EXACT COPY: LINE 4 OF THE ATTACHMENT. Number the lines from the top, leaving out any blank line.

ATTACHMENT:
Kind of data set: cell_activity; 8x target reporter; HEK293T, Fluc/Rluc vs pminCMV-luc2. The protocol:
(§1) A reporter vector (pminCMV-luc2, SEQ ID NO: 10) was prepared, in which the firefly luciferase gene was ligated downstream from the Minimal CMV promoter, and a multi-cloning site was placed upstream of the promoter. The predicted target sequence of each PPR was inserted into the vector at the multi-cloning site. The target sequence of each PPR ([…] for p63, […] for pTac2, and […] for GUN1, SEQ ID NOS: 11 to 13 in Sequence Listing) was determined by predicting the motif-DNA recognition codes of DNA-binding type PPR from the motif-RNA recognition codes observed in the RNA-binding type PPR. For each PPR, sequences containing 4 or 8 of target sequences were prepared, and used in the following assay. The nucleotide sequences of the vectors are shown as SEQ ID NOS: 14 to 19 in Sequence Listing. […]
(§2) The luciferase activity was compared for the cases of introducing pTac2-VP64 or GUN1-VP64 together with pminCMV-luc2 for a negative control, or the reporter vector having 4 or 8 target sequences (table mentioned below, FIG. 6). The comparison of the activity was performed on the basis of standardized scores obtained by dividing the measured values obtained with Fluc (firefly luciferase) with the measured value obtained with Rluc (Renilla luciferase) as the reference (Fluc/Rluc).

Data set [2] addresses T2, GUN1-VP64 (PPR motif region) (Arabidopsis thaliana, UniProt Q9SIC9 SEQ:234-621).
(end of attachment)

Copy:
Data set [2] addresses T2, GUN1-VP64 (PPR motif region) (Arabidopsis thaliana, UniProt Q9SIC9 SEQ:234-621).